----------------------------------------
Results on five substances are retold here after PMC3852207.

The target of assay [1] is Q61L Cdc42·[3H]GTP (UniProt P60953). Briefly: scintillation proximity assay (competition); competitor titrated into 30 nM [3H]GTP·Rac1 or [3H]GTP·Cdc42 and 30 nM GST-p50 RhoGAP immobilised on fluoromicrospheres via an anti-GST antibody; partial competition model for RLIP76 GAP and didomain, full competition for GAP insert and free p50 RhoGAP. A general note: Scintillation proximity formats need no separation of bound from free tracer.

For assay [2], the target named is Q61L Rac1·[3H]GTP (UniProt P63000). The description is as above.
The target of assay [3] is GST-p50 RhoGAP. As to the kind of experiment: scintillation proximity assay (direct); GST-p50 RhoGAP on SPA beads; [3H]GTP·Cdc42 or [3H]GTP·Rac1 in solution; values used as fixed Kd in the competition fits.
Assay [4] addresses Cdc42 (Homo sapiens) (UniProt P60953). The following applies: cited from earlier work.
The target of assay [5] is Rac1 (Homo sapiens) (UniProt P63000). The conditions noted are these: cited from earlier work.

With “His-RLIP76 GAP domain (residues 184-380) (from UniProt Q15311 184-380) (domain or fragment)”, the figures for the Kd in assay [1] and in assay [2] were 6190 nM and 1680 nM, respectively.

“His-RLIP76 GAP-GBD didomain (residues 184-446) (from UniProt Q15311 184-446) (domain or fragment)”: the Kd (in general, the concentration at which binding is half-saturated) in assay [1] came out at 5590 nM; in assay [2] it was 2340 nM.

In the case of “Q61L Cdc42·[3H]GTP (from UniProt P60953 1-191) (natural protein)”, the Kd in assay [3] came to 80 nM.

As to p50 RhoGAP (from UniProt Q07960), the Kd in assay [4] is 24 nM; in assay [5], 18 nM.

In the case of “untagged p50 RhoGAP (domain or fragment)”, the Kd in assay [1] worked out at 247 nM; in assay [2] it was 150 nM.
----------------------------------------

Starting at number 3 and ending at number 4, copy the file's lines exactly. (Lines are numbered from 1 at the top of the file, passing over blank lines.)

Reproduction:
For assay [2], the target named is Q61L Rac1·[3H]GTP (UniProt P63000). The description is as above.
The target of assay [3] is GST-p50 RhoGAP. As to the kind of experiment: scintillation proximity assay (direct); GST-p50 RhoGAP on SPA beads; [3H]GTP·Cdc42 or [3H]GTP·Rac1 in solution; values used as fixed Kd in the competition fits.